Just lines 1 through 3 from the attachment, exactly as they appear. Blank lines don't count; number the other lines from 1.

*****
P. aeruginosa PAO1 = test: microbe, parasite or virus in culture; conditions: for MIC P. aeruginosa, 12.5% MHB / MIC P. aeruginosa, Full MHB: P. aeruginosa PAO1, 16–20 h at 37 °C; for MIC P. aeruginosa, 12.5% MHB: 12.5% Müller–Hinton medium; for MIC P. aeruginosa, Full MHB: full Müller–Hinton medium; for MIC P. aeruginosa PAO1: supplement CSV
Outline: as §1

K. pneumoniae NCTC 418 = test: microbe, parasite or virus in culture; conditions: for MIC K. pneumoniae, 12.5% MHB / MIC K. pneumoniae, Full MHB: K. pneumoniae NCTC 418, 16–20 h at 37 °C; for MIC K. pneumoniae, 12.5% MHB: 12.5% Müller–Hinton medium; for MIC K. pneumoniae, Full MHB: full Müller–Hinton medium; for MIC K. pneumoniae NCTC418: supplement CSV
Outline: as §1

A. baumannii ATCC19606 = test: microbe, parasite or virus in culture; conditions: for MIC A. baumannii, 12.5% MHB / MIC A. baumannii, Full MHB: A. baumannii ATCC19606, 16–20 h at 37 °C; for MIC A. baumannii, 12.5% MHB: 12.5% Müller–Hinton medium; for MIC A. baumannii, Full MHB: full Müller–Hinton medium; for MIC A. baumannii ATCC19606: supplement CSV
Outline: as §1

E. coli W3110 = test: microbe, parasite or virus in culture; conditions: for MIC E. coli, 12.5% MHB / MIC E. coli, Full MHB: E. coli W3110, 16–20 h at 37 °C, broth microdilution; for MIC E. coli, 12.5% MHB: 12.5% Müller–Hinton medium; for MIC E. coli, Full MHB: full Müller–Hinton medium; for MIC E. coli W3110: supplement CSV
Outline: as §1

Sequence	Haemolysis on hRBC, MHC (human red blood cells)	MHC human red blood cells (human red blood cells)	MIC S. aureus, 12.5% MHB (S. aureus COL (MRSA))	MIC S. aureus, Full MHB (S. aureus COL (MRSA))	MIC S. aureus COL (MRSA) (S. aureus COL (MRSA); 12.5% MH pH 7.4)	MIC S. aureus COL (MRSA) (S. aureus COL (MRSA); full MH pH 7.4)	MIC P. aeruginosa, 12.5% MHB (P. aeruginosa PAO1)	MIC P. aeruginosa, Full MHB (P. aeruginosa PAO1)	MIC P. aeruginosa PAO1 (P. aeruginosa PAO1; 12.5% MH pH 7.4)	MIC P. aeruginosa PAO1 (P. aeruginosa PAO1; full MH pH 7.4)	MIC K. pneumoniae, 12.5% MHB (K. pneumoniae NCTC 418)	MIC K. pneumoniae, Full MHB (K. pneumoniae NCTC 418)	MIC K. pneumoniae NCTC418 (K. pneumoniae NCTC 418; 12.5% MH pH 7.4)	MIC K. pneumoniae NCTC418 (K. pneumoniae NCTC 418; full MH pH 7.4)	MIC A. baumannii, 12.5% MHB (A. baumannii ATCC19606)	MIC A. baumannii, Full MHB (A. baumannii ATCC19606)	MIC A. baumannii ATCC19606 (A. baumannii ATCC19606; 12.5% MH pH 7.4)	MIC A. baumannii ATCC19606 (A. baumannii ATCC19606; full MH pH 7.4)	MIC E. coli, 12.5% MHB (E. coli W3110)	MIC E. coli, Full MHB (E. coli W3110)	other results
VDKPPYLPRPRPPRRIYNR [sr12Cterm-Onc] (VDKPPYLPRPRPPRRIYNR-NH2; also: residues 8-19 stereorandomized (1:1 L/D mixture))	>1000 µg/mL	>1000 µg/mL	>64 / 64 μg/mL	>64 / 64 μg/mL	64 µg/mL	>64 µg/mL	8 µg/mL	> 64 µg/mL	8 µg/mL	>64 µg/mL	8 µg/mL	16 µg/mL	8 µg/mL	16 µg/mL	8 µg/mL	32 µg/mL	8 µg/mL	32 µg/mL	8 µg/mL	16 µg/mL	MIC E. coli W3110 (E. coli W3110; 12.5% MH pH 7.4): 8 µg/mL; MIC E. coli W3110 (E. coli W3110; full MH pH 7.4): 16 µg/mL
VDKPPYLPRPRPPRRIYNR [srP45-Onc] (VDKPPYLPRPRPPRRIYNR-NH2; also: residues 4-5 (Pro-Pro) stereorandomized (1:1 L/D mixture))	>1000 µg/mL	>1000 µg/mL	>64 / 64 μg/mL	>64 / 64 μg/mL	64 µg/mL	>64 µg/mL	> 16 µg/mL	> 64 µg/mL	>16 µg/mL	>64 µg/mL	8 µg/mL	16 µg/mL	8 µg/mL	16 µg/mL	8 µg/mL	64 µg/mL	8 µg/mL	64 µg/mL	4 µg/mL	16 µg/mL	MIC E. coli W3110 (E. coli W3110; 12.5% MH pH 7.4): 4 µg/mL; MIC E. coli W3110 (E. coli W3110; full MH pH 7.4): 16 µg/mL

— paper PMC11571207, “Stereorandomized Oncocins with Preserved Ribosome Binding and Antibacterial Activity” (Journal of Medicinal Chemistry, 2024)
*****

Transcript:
P. aeruginosa PAO1 = test: microbe, parasite or virus in culture; conditions: for MIC P. aeruginosa, 12.5% MHB / MIC P. aeruginosa, Full MHB: P. aeruginosa PAO1, 16–20 h at 37 °C; for MIC P. aeruginosa, 12.5% MHB: 12.5% Müller–Hinton medium; for MIC P. aeruginosa, Full MHB: full Müller–Hinton medium; for MIC P. aeruginosa PAO1: supplement CSV
Outline: as §1

K. pneumoniae NCTC 418 = test: microbe, parasite or virus in culture; conditions: for MIC K. pneumoniae, 12.5% MHB / MIC K. pneumoniae, Full MHB: K. pneumoniae NCTC 418, 16–20 h at 37 °C; for MIC K. pneumoniae, 12.5% MHB: 12.5% Müller–Hinton medium; for MIC K. pneumoniae, Full MHB: full Müller–Hinton medium; for MIC K. pneumoniae NCTC418: supplement CSV